His announcement came after the Human Rights Ombudsman said he would challenge the law on human rights grounds, but it’s unclear if that's why Giammattei stepped back, reports El Faro.
Former Guatemalan presidential candidate Thelma Cabrera, a Maya Mam woman, is seeking to organize the country’s indigenous people into a mass political force, reports Americas Quarterly.
Colombian's head to the polls on Sunday in presidential primaries combined with legislative elections to select the 296 members of its Congress. (AFP)
The arrest and possible extradition of former Honduras police chief Juan Carlos Bonilla Valladares ("El Tigre") suspected of drug trafficking could provide explosive evidence in the case against recently-detained former president Juan Orlando Hernández – accused of drug crimes by the U.S. government, reports InSight Crime. (See yesterday's briefs.)
The U.S. government barred nine Nicaraguan lawmakers, officials and judges from entry into the United States this week, reports Reuters. The Biden administration banned all of Nicaragua's elected officials, including President Daniel Ortega and his wife, Vice President Rosario Murillo, from entering the U.S. following sham elections last November.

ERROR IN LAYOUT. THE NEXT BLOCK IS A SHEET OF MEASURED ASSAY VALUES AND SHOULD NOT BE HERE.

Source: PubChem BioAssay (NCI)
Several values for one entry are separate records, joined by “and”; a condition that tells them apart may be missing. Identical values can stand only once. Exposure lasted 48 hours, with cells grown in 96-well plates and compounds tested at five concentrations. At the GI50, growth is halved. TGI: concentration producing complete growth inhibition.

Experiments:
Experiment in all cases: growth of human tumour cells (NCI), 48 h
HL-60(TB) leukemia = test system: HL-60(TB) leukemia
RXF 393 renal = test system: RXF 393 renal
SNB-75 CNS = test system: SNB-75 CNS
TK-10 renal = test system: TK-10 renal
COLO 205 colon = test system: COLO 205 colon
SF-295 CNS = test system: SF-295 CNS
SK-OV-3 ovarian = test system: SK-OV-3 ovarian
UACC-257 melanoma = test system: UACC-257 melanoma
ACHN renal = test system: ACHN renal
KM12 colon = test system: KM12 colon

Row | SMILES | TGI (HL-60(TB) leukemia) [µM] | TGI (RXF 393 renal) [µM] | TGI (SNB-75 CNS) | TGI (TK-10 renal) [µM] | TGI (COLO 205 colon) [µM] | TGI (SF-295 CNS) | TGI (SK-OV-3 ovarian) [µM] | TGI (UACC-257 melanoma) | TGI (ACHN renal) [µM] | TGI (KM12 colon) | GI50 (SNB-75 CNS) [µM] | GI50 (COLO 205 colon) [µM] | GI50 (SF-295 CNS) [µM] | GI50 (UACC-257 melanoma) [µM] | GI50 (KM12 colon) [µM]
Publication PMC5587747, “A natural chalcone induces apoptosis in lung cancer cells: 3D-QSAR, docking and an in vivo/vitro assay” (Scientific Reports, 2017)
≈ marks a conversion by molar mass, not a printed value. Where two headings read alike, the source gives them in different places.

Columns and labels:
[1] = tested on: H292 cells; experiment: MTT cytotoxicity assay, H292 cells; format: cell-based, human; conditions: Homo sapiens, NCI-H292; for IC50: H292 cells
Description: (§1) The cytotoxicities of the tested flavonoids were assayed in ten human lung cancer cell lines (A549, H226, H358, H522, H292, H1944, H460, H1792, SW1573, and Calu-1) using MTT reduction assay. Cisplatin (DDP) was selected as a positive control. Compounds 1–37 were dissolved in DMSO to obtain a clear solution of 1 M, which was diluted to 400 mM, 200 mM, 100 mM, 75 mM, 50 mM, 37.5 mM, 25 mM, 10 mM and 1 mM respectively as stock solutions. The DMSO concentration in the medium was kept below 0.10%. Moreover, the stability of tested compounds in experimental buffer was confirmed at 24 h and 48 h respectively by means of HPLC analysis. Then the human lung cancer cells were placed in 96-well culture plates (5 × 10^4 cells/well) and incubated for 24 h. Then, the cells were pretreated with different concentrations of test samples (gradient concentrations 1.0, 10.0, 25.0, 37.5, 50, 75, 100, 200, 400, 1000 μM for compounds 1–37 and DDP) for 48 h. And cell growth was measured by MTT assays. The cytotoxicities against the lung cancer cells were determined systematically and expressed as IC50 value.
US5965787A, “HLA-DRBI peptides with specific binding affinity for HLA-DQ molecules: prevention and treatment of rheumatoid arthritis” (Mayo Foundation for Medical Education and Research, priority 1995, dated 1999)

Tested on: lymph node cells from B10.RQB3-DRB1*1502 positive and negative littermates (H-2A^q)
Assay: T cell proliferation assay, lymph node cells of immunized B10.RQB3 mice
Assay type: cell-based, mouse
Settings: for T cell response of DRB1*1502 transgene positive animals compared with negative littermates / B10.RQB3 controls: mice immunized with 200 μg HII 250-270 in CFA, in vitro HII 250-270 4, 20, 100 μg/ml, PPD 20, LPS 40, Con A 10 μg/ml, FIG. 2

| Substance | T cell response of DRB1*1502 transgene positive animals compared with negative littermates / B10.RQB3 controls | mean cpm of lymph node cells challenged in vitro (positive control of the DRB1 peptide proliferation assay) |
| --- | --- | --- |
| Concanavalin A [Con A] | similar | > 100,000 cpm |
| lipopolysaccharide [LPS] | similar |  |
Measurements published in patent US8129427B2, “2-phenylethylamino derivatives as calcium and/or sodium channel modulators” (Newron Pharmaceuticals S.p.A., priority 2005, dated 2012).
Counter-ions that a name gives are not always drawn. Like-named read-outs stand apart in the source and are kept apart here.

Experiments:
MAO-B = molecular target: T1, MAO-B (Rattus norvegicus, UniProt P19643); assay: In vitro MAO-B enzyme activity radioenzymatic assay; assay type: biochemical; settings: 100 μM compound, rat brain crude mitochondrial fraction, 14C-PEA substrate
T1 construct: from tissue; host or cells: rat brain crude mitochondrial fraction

Daniel Ortega and Rosario Murillo have crushed civil society and thrown their former comrades in jail. For many the death, in prison, of former guerrilla leader Hugo Torres, represents the final blow to the original Sandinista ideal, writes Alma Guillermoprieto in the New Yorker.
El Salvador's President Nayib Bukele touts a reduction in gang homicides as a great success of his administration, but experts point to more complicated dynamics, including negotiations with gangs, gang efforts to enforce control, and increases in disappearances that account for some of lower body counts, reports Vice News.